News Digest: Vivint Featured on ‘Undercover Boss’

News Digest: Vivint Featured on ‘Undercover Boss’

Smart Home Company Goes Hollywood

Vivint CEO Todd Pederson will be featured on the season finale of “Undercover Boss” on CBS. The show will air at 8 p.m. ET/PT, Friday, Feb. 20.

Vivint provides home security, energy management, automation, cloud storage and high-speed Internet solutions for more than 850,000 customers across North American according a press release.

The CEO plays a video store owner from Bend, Oregon, working with several Vivint employees across several areas of the business, including field services.

Pederson’s experience on the show was positive. “Going undercover was such an incredible experience that I actually didn’t want it to end,” he said. “We have grown exponentially in the past 14 years, and I want to make sure our employees understand how critical they are to our business.”

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A before shot of Vivint CEO Todd Pederson as he prepares for his "Undercover Boss" debut. Photo courtesy of CBS
A before shot of Vivint CEO Todd Pederson as he prepares for his “Undercover Boss” debut. Photo courtesy of CBS

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Vivint CEO Todd Pederson after his transformation for "Undercover Boss." Photo courtesy of CBS
Vivint CEO Todd Pederson after his transformation for “Undercover Boss.” Photo courtesy of CBS

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Vivint Home Control
Vivint Home Control

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Undercover Boss” is a reality show that has followed high-level executives for six seasons as they work “anonymously” with the rank and file of their companies. –Casey Meserve

The Stats on Thermostats

Do you think installing a $250 smart thermostat isn’t worth it to homebuyers? According to Nest, its device will pay for itself in less than two years. I’d say that’s a good selling point.

Three internal energy-saving studies from the company find that the device saves 10 to 12 percent on the heating bill and about 15 percent on the cooling bill. This comes out to a yearly savings of about $131 to $145.

Smart thermostats can save homeowners up to $145 a year.
Smart thermostats can save homeowners up to $145 a year. Courtesy of Nest

A press release on Nest’s website reports that though the thermostat can “learn” a homeowner’s schedule and start adjusting itself accordingly, the best energy savings can be achieved by “teaching” it.

 

Iris Retailer Eyeballs Installer Services

Up until now, do it yourself smart home kits have been in their own category. With Lowe’s backing a local installer services company, however, the lines might get a little blurred.

Lowe’s, which recently launched its Iris platform, has invested $65 million in start-up Porch.com. Writers for Forbes speculate that this relationship could make Iris a more appealing option for those still wary about installing the system on their own.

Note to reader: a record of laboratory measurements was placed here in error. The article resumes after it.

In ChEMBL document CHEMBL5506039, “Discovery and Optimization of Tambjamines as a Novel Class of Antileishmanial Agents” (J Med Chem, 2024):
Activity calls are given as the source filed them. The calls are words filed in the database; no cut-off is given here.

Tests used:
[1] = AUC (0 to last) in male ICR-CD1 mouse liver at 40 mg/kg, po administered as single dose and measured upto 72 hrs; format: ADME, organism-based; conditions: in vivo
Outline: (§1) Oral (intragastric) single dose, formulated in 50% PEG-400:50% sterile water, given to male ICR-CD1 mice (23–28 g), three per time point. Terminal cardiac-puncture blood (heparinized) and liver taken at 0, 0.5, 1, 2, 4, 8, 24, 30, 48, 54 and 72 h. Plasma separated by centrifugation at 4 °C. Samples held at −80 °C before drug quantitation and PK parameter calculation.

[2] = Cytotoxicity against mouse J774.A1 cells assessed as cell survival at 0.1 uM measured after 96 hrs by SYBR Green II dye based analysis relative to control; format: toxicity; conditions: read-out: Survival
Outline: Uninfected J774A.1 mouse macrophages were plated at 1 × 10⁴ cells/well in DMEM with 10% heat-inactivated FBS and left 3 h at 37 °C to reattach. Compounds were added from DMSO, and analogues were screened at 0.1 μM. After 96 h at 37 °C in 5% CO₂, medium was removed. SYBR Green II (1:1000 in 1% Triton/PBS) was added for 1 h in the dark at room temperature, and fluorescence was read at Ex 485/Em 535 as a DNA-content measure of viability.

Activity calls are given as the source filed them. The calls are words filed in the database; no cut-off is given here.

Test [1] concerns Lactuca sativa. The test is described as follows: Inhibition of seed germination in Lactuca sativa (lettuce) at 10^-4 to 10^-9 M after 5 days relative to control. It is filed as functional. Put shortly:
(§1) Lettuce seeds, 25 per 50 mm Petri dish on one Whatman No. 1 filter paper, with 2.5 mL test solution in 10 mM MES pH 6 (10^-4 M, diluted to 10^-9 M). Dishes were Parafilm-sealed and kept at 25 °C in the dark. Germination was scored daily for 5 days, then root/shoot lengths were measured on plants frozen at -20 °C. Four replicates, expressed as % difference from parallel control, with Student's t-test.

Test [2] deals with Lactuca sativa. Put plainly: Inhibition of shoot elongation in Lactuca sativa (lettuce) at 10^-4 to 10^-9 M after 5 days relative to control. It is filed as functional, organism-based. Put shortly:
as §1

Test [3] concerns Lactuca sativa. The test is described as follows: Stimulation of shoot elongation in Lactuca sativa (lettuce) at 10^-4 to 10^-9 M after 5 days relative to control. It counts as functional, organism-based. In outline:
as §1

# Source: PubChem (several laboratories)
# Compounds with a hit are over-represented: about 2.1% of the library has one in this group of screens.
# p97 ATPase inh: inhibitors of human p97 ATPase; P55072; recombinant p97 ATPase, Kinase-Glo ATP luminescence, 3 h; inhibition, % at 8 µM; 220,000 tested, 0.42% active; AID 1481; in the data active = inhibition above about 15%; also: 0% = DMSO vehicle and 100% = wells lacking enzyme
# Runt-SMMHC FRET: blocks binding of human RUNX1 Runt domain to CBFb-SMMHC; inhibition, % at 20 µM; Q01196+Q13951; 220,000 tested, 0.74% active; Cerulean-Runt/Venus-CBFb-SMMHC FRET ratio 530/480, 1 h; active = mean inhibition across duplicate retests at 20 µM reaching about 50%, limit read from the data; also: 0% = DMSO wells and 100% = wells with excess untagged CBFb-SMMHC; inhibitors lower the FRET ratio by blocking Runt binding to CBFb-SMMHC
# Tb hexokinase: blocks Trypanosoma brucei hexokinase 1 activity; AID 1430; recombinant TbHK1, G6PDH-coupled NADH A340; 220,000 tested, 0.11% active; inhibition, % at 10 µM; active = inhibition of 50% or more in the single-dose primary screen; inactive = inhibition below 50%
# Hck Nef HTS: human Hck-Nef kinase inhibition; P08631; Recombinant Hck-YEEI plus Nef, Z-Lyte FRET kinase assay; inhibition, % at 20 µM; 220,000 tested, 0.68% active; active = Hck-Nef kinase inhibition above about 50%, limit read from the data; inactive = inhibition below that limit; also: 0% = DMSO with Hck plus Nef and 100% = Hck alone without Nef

Lowe's Iris smart home platform.
Lowe’s Iris smart home platform.

At the International Builders’ Show in January, two representatives from Lowe’s said that Iris was doing okay in some markets, but remains on the shelves in many. A huge part factor is “the human bug.” Consumers are just having a hard time doing it themselves.

Wink is apparently exploring this option for its own smart home products in 2015. Best Buy’s Geek Squad installations rake in a good chunk for the company. German smart home company DigitalStrom has created a modular smart home system supposedly fit for electricians and builders. This is not some new-fangled idea, but one smart home retailers may want to consider in order to stay relevant in the market.

 

Quick Hit: Smart Home Gets Crowded

Samsung Smart TVs Too Smart?

Last week there was speculation that Samsung’s Smart TV could actually be listening in on you. How big brother of them.

The Daily Beast reported that Samsung’s privacy policy enables the internet-connected television to capture conversations and send it to third parties using the voice command feature.

Samsung Smart TV
Samsung Smart TV

While this is likely a way for the company to establish better performance, the feature does raise yet even more questions about smart device security issues. If the transmission is not encrypted, a hacker could conceivably turn your TV into an eavesdropping device.

Luckily, Samsung has chimed in that data encryption is used to secure personal information. It has also updated its privacy policy.

About The Author

Kelly Mello is a TecHome Builder Staff Writer, creating timely, investigative articles for its eMagazine and Special Reports. She graduated from the University of Massachusetts, Dartmouth in 2006 with a bachelor’s degree in English: Communications & Rhetoric. She began her writing career in 2007 as editorial assistant for GateHouse Media. From 2010 to 2013, she was local editor for various Patch sites, including Norton.Patch.com.

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